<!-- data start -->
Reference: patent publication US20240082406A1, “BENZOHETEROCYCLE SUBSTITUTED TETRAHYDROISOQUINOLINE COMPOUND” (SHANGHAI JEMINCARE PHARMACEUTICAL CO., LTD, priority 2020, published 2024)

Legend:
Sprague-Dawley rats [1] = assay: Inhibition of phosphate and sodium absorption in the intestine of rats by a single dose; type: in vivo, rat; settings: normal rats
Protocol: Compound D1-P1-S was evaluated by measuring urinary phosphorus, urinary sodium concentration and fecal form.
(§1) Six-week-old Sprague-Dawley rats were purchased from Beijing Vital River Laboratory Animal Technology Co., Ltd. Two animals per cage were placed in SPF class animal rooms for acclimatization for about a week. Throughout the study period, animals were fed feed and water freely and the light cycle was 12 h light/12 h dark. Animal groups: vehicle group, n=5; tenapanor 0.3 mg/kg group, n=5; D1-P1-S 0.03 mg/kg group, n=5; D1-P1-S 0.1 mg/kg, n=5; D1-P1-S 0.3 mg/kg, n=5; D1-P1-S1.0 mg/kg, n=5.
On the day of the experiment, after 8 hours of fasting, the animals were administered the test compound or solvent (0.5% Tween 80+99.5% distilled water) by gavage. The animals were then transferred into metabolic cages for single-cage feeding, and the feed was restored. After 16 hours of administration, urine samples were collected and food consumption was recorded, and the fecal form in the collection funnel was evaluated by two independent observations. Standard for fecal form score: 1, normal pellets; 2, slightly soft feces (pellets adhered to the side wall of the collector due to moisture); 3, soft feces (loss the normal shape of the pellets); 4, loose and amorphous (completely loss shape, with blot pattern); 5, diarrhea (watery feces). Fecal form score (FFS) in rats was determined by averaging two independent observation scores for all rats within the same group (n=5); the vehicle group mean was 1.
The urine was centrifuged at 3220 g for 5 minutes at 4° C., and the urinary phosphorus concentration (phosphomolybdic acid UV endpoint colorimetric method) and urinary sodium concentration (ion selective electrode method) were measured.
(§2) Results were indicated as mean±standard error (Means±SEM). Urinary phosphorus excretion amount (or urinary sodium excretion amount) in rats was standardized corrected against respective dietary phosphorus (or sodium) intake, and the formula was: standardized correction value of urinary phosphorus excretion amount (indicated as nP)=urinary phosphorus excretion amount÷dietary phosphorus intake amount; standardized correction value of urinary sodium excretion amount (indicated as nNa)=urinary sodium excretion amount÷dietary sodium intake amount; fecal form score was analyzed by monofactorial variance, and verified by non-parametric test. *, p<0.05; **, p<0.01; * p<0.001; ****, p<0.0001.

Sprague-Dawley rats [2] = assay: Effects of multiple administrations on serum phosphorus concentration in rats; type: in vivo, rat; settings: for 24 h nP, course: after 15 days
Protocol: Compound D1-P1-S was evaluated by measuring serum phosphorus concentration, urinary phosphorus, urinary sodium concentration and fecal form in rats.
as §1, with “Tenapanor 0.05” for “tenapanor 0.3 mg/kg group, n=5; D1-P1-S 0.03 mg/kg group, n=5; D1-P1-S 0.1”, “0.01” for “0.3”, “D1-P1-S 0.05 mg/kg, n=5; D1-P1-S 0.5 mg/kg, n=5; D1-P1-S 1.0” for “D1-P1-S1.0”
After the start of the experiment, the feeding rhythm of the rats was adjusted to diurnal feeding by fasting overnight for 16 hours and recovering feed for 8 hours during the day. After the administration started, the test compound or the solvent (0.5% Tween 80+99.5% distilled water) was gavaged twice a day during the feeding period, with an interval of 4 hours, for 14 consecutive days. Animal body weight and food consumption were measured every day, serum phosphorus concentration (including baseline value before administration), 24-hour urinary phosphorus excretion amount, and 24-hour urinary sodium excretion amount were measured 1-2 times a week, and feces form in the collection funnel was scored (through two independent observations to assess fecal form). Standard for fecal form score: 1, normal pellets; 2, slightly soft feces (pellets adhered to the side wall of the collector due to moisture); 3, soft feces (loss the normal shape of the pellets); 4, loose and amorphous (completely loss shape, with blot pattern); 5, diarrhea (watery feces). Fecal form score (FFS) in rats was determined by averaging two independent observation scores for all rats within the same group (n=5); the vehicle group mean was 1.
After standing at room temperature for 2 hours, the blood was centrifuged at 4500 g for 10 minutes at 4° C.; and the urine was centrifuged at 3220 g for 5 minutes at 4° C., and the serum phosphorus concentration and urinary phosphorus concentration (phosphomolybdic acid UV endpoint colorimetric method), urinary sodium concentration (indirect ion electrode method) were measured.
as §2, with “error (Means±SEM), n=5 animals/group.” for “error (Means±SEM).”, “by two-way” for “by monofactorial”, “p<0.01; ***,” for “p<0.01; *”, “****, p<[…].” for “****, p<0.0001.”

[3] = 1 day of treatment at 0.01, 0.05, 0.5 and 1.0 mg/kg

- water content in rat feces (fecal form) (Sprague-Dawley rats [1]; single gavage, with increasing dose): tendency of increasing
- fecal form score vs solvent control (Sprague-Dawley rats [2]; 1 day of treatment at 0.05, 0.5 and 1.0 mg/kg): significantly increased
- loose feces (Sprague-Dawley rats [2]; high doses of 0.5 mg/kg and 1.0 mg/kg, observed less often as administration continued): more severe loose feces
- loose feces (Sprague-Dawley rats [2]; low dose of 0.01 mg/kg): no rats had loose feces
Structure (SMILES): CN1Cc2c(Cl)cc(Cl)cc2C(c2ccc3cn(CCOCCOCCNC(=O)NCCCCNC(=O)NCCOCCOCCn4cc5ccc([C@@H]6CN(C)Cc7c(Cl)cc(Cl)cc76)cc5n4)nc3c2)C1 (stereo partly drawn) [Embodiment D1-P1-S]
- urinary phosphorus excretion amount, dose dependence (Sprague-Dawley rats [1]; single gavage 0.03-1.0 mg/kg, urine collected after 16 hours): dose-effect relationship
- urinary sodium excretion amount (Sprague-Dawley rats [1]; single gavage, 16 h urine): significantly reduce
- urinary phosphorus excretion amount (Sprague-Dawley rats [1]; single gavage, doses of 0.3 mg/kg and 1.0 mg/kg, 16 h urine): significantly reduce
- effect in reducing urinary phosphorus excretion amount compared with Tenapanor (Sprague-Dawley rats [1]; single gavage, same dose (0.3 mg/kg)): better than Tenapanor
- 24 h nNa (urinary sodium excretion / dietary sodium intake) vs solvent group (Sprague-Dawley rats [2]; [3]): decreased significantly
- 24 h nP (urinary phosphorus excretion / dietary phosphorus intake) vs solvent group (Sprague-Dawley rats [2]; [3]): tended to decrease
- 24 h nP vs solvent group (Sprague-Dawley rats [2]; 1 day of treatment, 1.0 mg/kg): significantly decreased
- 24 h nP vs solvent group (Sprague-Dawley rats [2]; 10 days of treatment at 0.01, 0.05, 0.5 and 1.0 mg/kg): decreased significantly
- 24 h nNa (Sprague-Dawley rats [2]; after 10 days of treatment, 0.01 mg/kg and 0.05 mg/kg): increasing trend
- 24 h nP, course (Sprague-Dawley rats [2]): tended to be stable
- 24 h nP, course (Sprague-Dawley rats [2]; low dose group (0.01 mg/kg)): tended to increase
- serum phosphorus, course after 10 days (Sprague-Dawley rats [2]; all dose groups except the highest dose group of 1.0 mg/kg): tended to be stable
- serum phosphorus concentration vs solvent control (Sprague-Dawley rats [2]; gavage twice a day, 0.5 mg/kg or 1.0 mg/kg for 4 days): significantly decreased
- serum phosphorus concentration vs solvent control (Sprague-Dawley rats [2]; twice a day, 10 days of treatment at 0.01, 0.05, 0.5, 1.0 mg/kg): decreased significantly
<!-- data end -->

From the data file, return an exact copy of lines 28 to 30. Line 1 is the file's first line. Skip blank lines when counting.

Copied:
- 24 h nP vs solvent group (Sprague-Dawley rats [2]; 10 days of treatment at 0.01, 0.05, 0.5 and 1.0 mg/kg): decreased significantly
- 24 h nNa (Sprague-Dawley rats [2]; after 10 days of treatment, 0.01 mg/kg and 0.05 mg/kg): increasing trend
- 24 h nP, course (Sprague-Dawley rats [2]): tended to be stable